Researchers surveyed more than 2,500 students from 10 different high schools in the Los Angeles area and found that those who reported feeling concerned, worried or stressed about "increasing hostility and discrimination of people because of their race, ethnicity, sexual orientation/identity, immigrant status, religion, or disability status in society" in 2016 were more likely to report more days of substance use or feelings of depression one year later. Increased cigarette smoking was particularly prevalent among Hispanics and African Americans.

"Results like these are unlikely to be a chance finding. They're a representation of what the whole of society is exposed to," says Adam Levanthal, lead author of the study. "We noticed an upward trend in sociopolitical polarization happening after a couple high-profile police shootings, but had no idea it would jump so much after Trump was elected."

Levanthal says the health effects of discrimination among adolescents warrant attention, and at least some lawmakers are on a similar page.

In 2018, California lawmakers approved and then-Gov. Jerry Brown signed a measure aimed at proactively addressing bullying. The new law requires school districts to establish procedures for preventing bullying and make online training from the California Department of Education available to employees who interact with students.

Assemblyman David Chiu, a Democrat who represents the eastern part of San Francisco, sponsored the bill to combat a rise in bullying that he says has been seen in recent years. Nonprofits and civil rights groups backed the bill as well, including California branches of the Council on American-Islamic Relations, Asian Americans Advancing Justice and the Advancement Project, as well as Equality California.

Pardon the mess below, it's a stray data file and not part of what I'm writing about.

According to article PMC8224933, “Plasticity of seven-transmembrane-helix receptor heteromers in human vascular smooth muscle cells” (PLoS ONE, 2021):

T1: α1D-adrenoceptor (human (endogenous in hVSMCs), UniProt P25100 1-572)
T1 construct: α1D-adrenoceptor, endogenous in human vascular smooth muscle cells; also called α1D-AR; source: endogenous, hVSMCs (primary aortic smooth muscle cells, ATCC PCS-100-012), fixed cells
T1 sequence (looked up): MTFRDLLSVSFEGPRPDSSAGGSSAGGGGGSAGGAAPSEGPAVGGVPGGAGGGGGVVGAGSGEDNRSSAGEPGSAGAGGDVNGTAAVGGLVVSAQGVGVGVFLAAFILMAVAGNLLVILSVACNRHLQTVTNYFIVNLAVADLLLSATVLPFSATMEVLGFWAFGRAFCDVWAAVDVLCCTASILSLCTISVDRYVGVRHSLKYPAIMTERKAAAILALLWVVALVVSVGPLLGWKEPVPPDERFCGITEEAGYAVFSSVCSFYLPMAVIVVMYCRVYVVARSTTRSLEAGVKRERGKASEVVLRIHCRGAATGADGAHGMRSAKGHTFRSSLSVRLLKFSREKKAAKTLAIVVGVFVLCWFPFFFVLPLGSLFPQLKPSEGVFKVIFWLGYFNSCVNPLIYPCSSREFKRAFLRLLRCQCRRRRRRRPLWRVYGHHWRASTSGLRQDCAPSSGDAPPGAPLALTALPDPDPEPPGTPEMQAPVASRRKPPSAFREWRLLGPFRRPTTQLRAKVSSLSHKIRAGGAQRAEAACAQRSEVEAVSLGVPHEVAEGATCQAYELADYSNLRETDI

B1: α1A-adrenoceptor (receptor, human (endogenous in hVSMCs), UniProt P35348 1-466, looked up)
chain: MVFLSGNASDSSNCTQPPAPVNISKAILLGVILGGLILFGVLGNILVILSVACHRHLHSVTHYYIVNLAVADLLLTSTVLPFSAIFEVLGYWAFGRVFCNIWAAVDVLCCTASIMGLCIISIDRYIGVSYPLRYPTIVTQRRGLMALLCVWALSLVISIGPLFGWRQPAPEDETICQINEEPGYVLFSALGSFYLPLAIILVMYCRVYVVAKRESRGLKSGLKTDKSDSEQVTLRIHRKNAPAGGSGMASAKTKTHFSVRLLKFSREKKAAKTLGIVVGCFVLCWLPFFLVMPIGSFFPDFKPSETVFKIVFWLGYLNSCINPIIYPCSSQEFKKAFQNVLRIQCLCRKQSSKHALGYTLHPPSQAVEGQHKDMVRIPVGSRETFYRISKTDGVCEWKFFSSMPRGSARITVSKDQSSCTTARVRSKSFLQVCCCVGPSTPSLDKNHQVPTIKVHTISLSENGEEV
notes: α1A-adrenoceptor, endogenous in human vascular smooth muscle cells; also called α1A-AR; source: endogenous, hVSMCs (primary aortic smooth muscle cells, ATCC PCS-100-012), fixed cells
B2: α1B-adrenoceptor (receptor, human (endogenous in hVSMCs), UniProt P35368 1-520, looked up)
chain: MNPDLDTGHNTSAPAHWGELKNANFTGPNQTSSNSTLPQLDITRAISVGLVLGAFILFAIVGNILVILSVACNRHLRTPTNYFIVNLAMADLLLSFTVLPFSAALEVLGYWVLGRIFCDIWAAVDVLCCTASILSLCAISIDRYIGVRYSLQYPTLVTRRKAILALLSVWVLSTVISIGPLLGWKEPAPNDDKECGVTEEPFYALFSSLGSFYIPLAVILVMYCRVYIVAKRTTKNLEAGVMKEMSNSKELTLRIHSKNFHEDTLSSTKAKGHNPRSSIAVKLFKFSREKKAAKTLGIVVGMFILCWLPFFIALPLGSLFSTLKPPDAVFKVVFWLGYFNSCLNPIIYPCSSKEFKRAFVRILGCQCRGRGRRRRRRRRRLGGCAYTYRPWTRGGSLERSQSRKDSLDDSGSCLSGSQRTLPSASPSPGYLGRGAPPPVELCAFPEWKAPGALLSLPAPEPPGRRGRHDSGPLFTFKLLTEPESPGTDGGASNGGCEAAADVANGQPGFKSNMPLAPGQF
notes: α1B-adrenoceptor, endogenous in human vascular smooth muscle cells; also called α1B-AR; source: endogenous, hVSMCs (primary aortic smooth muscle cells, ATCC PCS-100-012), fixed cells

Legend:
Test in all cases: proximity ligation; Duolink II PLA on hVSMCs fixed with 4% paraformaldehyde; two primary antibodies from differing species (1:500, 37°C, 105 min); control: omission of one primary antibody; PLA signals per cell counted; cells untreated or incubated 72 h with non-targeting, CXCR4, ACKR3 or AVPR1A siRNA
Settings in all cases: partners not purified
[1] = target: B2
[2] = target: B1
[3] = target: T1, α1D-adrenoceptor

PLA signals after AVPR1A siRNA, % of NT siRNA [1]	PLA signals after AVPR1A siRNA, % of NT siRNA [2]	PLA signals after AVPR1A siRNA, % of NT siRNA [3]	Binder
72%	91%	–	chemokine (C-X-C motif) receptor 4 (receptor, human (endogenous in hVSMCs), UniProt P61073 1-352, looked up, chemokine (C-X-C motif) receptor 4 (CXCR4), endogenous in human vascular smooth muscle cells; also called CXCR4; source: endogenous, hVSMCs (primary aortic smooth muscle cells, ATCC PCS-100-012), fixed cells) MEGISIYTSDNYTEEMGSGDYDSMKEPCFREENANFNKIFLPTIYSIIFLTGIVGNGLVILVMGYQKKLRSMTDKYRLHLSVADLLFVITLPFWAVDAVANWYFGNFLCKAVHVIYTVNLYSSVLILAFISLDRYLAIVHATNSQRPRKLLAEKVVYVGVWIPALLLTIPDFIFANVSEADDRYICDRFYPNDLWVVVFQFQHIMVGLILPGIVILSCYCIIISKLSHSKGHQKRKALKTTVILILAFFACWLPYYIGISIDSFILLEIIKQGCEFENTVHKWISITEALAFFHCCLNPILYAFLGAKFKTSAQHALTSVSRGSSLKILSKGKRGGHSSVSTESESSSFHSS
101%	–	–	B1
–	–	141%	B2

Representatives from the California Medical Association, the California Academy of Child and Adolescent Psychiatry and the California Association of School Psychologists also backed the bill.

"There were policies in place that address bullying after the fact, but clearly not enough to combat the increase," Chiu says. "There are some really heartbreaking stories that reflect the national climate."

A 2018 study out of the University of California–Riversidefound that children under 10 years old not only can identify discrimination, but suffer the effects of it. The research also indicates that a strong connection to one's ethnic-racial identity can be an effective buffer to those negative effects.

Advocates are striving to create those connections. In March, Hammad Alam and Li'i Furumoto – both of whom work with Asian Americans Advancing Justice–Los Angeles – were invited to share lessons about identity and bullying with elementary school students at a Sunday program held at the Islamic Center of Inland Empire in Rancho Cucamonga. It was a rare dreary day in Southern California, but the mood in the room was light as about 30 first- and second-graders filed in, friends holding hands and giggling together as the wind blustered outside.

The group read "Yo Soy Muslim" together, a book by Muslim and Latino poet Mark Gonzalez, and talked about experiences they'd had themselves. Many of the children recounted times they had to explain things about the way they looked, and how they've had to talk to their parents to understand why people were treating them a certain way.

But as the students moved on to a craft project in which they modeled a paper figure after themselves, a sense of pride in their identities was evident.

"You could probably go a little darker," one boy said to another, who nodded in agreement as they held up their hands side-by-side, comparing their skin tones against the paper figures.

"Yeah, that's more like me," the other boy agreed.

[This story was originally published by U.S. News.]